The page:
I have learnt so much since being diagnosed with MS. It would be so lovely to be able to actually talk to someone. But I find that very few people are capable of listening. One of my least favourite sayings is now, “Cheer up, it could be worse!” I particularly love it when it comes within 10 seconds of you opening your mouth. Of course it could be worse, I could have my left leg stuck in a combine harvester and my right hand stuck in a thresher. I am not really that familiar with farm machinery, so forgive me if being stuck in a combine harvester and a thresher at the same time is not possible. I was just trying to imagine something that would be super painful. Of course it could be fucking worse. You could also be buried neck deep in sandy dirt with flesh eating ants eating your face and head (I just watched a really scary episode of Sons of Anarchy last night – that show is an ideal example of how it could always be worse.) I know it could be worse. But as soon as someone says that to you, you know they are either not capable of, or not interested in listening to you. So as a result it is impossible for them to understand what you are trying to say, impossible for them to empathise with you and absolutely impossible for them to know what needs to be said or done for you to feel better. 9 times out of 10 I truly believe that the only thing that many people need is to be listened to. That is all; they just want to be heard.
But unfortunately I don’t think many of us are very good at genuinely listening. That is shutting up, sitting back and actually taking time to listen to what people have to say. I know that at times I have been crap at it and there will be always room for improvement. Tomorrow is another day as Polly might say. I have been practicing hard now for almost 8 years to hone my skills and I suspect I have a few decades ahead of me before I get it right. But one thing I have learnt is that Polly needs to rack of when I am listening to people. “It could be worse” is the one time when I suspect she is a nasty little bitch and if I have the urge to utter that phrase I shall hit myself over the head with a large mullet.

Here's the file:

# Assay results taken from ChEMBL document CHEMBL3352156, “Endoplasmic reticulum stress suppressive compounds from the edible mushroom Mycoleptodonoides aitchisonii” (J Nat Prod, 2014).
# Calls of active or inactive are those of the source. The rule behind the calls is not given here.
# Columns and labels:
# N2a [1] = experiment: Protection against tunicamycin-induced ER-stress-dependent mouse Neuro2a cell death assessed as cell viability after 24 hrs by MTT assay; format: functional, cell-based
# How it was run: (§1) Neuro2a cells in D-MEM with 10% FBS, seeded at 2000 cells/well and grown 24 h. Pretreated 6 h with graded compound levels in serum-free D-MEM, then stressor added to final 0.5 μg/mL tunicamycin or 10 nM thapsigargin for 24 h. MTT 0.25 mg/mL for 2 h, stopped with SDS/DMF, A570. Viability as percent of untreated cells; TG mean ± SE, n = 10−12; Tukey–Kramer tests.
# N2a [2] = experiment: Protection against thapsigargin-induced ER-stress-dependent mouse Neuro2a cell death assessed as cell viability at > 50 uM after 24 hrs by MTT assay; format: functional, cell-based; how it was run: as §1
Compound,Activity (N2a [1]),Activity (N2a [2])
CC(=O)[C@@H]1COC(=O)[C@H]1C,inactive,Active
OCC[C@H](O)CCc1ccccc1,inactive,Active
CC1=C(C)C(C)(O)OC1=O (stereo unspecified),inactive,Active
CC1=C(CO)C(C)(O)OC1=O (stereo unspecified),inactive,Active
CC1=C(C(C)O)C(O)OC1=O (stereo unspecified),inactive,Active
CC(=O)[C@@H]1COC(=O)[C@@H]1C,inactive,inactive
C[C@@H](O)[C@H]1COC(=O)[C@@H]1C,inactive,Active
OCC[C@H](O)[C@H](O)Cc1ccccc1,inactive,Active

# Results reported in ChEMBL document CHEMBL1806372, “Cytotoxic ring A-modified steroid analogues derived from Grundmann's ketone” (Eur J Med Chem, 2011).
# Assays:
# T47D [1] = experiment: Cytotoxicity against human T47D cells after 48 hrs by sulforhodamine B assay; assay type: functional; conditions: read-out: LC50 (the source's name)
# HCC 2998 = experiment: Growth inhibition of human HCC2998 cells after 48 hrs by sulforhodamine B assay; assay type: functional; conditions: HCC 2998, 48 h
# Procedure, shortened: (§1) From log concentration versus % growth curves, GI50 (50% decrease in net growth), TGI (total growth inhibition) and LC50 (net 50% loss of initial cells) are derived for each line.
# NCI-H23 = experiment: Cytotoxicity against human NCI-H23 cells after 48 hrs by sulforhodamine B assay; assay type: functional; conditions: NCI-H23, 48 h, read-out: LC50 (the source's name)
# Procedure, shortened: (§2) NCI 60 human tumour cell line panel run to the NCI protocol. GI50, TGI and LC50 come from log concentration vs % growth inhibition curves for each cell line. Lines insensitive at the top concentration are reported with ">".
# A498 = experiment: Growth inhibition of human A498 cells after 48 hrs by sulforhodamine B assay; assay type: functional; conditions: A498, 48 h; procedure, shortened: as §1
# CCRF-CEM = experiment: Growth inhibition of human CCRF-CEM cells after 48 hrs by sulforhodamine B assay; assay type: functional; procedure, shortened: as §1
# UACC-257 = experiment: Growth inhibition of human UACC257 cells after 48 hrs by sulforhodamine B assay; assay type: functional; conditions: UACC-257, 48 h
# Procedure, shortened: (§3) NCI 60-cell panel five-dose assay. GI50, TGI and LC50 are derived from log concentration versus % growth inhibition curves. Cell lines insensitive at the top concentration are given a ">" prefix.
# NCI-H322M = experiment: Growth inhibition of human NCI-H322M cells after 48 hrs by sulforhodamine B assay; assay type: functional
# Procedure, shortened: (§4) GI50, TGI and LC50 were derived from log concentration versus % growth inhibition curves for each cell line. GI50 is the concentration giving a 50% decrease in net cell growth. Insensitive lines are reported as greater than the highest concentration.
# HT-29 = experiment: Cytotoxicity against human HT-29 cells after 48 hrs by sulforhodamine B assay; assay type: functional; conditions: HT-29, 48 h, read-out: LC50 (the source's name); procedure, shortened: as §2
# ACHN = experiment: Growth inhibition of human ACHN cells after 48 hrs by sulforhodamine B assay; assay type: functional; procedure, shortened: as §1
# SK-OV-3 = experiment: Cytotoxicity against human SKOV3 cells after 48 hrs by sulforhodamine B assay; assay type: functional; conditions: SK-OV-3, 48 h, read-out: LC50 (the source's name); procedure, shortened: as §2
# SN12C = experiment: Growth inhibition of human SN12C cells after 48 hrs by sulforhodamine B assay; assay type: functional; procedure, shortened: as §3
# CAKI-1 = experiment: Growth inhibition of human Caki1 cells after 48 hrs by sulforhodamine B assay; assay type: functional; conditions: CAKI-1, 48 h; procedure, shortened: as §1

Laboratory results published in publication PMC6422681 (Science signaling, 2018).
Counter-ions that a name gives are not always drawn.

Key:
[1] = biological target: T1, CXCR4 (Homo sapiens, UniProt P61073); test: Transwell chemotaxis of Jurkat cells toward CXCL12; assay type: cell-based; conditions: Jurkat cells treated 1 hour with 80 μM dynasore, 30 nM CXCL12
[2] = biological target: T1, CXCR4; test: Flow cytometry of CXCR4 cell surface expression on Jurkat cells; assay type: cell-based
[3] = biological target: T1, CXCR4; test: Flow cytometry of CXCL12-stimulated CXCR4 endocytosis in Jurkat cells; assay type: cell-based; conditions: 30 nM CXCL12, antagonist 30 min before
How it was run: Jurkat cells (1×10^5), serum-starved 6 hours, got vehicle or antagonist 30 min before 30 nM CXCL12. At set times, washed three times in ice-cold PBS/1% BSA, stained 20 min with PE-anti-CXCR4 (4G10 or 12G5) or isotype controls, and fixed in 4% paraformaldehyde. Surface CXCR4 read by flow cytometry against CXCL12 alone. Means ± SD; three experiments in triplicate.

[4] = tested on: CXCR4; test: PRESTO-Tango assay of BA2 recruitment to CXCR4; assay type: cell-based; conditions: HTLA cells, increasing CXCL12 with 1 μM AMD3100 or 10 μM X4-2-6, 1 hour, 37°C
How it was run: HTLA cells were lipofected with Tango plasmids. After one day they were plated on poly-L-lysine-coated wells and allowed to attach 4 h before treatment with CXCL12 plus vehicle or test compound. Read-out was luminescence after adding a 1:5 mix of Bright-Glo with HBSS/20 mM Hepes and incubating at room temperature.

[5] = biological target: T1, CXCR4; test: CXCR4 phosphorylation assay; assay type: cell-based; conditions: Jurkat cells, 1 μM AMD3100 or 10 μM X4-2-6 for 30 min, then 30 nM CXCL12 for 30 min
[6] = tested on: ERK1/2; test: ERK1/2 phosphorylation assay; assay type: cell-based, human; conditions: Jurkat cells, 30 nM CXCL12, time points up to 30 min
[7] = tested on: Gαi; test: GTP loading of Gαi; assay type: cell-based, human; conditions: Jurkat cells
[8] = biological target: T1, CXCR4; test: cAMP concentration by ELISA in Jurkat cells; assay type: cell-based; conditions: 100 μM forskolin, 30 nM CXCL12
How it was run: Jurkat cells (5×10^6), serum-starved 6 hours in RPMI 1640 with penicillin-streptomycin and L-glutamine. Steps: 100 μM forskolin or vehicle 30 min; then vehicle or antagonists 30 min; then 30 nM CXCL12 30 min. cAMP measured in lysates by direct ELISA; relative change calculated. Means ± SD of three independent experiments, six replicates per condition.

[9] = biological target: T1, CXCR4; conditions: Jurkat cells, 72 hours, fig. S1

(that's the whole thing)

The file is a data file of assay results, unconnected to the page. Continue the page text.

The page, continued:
I love soup. It is so easy to make a big batch and then have leftovers in the fridge for the week for lunch and dinner. Also it is usually a great way of tricking your fussy eaters and getting in a whole lot of extra vegetables into a meal that they don’t even know about. I made the mistake of doing a rustic chunky style soup with a potato masher and it did not get Archie and Rissie approval. Rissie in particular looked at me very suspiciously at what looked like to her a very obvious bowl of vegetables. Can’t get much past that kid. So if you want kid friendly I would definitely recommend using a handheld blender and making it smooth and that will bring out the sweetness of the corn even more.
Pumpkin, Sweet Potato & Corn Soup
1 whole Kent pumpkin – peeled, seeds removed and diced
1 large Sweet Potato – peeled and diced
3 cobs corn – kernels removed whilst raw
3 large white onions – peeled and roughly chopped
Vegetable stock powder
Head the onion in some water in a saucepan and generously sprinkle some vegetable stock in with it. Heat until onion becomes translucent. Add vegetables, cover with water and add more stock powder. If you would prefer to use vegetable stock use that instead of the water and stock powder.
Bring to the boil and simmer for 20 minutes. Season with salt and pepper.
Let cool a little and if you would like to keep the kernels whole use an old-fashioned potato masher to have a really rustic chunky soup of if you want a smooth soup blitz with a handheld blender.
Serve as is.